Congress Spooked Into Passing Broad Spying Law

How a weak president scored a surprising win
By Caroline Zimmerman,  Newser User
Posted Aug 11, 2007 1:01 PM CDT
Director of National Intelligence Mike McConnell speaks at the DNI Open Source Conference , Tuesday, July 17, 2007 in Washington. (AP Photo/Kevin Wolf)   (Associated Press)
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(Newser) – It was a closed-door briefing last month, in which lawmakers were told of a stunning drop in intelligence, that suddenly broke the Democratic opposition to a new spying bill passed last week, the New York Times reports. The Times does a post mortem on the 11th hour passage of the bill—one Democrats had resisted for months—that broadens the White House's power to conduct warrantless eavesdropping.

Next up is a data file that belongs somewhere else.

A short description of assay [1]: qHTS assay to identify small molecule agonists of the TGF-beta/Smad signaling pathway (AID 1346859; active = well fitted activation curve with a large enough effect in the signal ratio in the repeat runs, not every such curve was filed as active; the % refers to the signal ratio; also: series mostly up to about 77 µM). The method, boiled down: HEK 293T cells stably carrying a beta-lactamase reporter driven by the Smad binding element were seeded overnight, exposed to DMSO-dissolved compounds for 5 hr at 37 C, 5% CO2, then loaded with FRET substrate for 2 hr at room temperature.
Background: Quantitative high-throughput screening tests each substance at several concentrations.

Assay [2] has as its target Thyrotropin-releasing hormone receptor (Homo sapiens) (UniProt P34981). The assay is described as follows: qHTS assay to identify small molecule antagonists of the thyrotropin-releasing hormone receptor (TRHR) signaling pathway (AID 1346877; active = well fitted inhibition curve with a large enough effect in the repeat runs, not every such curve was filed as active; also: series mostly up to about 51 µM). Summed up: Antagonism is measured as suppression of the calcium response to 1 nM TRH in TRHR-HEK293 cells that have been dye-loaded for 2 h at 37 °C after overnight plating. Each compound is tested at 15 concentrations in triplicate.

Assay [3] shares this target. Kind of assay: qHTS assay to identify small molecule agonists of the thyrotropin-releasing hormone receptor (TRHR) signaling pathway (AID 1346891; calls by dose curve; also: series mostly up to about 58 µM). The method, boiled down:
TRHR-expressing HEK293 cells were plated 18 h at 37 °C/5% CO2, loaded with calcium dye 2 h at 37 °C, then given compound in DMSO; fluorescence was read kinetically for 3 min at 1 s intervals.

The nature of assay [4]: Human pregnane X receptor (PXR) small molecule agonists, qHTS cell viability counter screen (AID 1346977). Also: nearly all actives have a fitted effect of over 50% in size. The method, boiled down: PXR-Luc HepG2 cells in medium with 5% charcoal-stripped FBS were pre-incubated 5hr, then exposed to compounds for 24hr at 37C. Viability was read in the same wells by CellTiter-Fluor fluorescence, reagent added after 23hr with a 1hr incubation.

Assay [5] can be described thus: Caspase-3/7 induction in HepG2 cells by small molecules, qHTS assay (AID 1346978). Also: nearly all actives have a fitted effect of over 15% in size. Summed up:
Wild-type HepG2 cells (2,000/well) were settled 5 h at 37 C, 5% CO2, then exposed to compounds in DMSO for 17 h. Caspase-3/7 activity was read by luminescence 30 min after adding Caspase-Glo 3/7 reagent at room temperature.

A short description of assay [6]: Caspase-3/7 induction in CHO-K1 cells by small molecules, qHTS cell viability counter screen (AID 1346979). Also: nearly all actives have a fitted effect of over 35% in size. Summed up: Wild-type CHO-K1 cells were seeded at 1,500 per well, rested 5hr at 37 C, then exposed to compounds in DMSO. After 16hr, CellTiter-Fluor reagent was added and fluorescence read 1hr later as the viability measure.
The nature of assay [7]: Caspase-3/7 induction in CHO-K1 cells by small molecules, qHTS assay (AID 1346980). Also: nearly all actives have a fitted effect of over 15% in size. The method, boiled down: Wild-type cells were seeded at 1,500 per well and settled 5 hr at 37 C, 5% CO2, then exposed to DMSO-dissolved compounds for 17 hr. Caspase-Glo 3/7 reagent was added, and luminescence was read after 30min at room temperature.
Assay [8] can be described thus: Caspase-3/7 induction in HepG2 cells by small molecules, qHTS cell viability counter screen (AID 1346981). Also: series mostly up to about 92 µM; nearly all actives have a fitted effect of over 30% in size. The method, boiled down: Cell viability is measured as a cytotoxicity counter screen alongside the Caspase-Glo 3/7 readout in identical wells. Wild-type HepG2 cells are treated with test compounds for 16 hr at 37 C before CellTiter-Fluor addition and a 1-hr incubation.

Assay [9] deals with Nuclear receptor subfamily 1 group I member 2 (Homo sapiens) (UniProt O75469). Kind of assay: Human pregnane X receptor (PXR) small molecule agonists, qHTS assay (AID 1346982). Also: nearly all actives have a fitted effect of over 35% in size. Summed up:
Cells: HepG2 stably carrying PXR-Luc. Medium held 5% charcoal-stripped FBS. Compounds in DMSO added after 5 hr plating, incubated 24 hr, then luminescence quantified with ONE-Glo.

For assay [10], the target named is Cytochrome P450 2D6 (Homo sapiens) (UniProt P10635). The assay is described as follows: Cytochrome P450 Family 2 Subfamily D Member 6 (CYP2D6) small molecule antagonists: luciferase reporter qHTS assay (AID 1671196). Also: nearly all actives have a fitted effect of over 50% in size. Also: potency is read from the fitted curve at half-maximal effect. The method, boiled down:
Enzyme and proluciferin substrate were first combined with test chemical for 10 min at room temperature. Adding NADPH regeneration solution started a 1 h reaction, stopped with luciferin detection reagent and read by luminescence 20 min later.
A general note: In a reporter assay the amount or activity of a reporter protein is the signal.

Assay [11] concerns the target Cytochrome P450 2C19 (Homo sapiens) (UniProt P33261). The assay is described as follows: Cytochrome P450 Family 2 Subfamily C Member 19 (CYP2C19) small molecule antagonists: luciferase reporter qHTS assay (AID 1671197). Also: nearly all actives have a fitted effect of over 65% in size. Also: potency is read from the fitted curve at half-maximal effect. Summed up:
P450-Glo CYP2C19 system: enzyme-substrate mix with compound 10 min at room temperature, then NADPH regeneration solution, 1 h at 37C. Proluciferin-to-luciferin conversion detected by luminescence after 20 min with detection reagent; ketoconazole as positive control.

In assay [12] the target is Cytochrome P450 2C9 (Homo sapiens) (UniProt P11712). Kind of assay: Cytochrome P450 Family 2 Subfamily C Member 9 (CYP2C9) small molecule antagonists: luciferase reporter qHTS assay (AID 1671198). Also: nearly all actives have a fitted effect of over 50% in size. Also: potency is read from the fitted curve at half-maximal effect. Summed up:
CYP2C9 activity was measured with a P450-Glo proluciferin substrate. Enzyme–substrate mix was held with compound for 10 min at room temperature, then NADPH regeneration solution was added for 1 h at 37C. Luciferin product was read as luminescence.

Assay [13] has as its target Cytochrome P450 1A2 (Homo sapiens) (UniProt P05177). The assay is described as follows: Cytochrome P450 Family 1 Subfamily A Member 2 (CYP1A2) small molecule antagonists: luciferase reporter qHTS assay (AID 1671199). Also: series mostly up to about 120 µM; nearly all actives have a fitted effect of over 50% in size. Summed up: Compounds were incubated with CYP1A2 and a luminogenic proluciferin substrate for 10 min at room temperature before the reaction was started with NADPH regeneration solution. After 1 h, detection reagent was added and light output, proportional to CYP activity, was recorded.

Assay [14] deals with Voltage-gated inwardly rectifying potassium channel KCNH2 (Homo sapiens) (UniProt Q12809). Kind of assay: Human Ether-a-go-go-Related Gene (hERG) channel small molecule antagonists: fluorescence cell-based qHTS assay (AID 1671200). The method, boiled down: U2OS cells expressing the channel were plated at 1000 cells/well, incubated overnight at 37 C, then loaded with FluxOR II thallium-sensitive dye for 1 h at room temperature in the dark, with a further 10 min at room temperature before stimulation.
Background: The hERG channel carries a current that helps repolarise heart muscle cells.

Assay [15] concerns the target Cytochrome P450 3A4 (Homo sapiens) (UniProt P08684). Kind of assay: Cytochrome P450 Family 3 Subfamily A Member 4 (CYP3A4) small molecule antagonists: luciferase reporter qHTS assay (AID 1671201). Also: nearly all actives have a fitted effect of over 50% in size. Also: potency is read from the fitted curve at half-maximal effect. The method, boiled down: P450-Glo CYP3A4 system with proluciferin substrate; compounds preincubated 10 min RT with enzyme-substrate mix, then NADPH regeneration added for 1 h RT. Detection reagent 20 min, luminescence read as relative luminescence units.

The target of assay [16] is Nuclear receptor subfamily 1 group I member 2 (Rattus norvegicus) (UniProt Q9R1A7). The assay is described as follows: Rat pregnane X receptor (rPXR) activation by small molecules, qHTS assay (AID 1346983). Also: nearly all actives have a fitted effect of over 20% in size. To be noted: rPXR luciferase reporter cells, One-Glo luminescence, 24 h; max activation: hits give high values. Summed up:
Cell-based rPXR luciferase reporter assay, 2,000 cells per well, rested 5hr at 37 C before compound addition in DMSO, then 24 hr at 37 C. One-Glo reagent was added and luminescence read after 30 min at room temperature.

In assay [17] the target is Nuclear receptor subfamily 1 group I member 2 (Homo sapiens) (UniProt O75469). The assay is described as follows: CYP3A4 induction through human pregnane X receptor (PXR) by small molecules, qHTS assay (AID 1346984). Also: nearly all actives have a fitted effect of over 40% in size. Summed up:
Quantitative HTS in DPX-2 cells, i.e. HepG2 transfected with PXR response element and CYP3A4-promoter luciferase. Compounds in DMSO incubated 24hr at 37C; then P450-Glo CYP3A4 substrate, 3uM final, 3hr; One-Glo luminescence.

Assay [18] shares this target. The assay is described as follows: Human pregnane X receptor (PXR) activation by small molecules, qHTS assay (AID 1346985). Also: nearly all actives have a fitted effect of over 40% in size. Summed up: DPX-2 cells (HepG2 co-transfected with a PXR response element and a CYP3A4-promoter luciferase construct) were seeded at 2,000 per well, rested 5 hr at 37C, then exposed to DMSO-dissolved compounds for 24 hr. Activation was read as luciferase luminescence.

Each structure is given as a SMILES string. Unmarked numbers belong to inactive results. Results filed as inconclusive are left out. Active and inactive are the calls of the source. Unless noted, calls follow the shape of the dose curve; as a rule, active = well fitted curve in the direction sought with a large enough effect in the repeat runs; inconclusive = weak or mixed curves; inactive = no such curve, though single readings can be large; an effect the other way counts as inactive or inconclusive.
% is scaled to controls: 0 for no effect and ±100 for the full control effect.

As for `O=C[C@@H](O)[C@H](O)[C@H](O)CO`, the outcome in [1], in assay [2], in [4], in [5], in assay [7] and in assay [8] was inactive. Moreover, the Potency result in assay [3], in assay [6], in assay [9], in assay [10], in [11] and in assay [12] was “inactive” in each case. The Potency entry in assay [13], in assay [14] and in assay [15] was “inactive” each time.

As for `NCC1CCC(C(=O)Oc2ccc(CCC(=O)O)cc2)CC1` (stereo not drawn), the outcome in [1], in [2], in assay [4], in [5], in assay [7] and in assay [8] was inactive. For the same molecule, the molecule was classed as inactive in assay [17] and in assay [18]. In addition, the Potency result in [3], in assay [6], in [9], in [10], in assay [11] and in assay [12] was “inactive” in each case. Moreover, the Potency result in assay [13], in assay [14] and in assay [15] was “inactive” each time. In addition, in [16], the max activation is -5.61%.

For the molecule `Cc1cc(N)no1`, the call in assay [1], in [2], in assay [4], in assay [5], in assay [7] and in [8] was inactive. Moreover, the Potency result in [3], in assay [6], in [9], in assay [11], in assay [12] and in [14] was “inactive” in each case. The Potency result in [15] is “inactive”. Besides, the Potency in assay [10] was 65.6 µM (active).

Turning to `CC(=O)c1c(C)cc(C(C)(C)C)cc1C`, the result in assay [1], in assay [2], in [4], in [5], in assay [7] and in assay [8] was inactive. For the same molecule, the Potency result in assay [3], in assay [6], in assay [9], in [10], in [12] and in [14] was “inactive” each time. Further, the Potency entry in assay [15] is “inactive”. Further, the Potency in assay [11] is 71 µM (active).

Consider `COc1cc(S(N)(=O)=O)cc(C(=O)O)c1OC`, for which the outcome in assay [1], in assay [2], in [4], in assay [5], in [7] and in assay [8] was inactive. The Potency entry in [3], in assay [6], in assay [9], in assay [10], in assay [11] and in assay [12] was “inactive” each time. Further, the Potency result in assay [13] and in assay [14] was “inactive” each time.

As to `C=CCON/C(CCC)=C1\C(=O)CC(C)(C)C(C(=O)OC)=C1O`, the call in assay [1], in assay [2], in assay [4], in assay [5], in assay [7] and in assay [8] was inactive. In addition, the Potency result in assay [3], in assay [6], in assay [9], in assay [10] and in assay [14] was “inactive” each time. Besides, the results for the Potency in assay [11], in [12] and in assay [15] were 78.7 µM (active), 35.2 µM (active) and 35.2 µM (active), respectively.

The rush to pass the bill before Congress recessed was triggered by a report shared with congressmen that said eavesdropping on foreign communications had declined 75% in recent months. Democrats who had held out in an effort to force the White House to turn over documents on a now-defunct spying program did an about-face. To get its way, the White House "very skillfully played the fear card," said one lawmaker.